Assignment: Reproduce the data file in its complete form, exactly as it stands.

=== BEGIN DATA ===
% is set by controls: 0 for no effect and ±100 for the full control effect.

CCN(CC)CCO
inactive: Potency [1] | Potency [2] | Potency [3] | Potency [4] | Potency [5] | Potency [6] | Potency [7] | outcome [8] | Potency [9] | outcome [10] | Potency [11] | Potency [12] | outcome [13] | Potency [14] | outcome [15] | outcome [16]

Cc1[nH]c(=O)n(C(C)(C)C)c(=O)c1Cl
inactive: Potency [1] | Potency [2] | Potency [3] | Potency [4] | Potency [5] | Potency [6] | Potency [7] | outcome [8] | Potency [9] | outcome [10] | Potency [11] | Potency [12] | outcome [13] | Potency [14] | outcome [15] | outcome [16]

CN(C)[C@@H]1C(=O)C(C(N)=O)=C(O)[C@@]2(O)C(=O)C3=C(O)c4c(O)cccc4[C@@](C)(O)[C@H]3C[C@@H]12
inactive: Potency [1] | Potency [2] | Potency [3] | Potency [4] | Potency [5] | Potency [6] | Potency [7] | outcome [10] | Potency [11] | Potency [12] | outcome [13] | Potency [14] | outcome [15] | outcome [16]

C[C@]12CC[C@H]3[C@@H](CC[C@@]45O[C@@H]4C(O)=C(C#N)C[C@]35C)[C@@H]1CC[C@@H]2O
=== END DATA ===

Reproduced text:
% is set by controls: 0 for no effect and ±100 for the full control effect.

CCN(CC)CCO
inactive: Potency [1] | Potency [2] | Potency [3] | Potency [4] | Potency [5] | Potency [6] | Potency [7] | outcome [8] | Potency [9] | outcome [10] | Potency [11] | Potency [12] | outcome [13] | Potency [14] | outcome [15] | outcome [16]

Cc1[nH]c(=O)n(C(C)(C)C)c(=O)c1Cl
inactive: Potency [1] | Potency [2] | Potency [3] | Potency [4] | Potency [5] | Potency [6] | Potency [7] | outcome [8] | Potency [9] | outcome [10] | Potency [11] | Potency [12] | outcome [13] | Potency [14] | outcome [15] | outcome [16]

CN(C)[C@@H]1C(=O)C(C(N)=O)=C(O)[C@@]2(O)C(=O)C3=C(O)c4c(O)cccc4[C@@](C)(O)[C@H]3C[C@@H]12
inactive: Potency [1] | Potency [2] | Potency [3] | Potency [4] | Potency [5] | Potency [6] | Potency [7] | outcome [10] | Potency [11] | Potency [12] | outcome [13] | Potency [14] | outcome [15] | outcome [16]

C[C@]12CC[C@H]3[C@@H](CC[C@@]45O[C@@H]4C(O)=C(C#N)C[C@]35C)[C@@H]1CC[C@@H]2O